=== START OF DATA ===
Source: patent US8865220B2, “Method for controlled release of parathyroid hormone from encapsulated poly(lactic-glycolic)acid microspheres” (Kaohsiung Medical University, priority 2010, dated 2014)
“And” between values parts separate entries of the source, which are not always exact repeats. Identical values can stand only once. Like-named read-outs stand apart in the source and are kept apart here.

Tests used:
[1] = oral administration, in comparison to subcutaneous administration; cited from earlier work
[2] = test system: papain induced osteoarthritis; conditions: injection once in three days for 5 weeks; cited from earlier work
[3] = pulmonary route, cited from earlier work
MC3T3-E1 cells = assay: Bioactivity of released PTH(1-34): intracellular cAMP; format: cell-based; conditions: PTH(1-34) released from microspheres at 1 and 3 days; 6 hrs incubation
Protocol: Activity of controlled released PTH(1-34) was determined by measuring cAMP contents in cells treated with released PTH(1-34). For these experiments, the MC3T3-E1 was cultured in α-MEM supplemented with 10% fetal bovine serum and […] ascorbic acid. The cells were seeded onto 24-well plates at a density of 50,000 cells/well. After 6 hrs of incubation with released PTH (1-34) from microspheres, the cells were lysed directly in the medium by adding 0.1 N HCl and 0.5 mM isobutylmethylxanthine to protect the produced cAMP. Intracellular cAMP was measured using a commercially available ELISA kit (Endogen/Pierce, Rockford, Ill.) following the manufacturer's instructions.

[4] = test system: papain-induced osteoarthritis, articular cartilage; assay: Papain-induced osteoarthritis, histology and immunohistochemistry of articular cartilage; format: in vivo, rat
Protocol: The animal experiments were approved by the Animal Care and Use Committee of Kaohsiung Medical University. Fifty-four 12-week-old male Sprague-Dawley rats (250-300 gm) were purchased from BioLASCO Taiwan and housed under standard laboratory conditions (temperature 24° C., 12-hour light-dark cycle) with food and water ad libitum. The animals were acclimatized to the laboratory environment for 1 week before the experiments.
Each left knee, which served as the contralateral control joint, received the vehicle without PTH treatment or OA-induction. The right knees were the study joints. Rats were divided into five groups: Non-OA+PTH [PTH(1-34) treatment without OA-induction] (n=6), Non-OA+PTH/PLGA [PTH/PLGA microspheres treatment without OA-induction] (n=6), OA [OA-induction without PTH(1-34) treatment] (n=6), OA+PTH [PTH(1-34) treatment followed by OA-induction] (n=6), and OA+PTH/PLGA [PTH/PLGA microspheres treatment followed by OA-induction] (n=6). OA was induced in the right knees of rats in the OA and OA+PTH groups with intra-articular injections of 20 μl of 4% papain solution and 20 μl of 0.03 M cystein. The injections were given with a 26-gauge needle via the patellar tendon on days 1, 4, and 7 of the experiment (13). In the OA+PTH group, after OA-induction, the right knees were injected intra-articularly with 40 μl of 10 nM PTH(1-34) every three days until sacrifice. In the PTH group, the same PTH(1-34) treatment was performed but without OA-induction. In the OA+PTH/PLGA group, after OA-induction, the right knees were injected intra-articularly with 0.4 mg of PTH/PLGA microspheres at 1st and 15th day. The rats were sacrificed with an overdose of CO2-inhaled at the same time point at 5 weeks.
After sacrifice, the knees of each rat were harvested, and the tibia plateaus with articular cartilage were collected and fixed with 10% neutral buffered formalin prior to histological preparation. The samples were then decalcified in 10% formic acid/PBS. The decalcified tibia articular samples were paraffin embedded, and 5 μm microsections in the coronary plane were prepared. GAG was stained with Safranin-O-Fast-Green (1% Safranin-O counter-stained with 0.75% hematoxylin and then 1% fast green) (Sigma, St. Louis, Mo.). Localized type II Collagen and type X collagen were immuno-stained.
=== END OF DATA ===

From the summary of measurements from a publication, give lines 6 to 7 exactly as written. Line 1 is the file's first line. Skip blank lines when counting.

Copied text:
[3] = pulmonary route, cited from earlier work
MC3T3-E1 cells = assay: Bioactivity of released PTH(1-34): intracellular cAMP; format: cell-based; conditions: PTH(1-34) released from microspheres at 1 and 3 days; 6 hrs incubation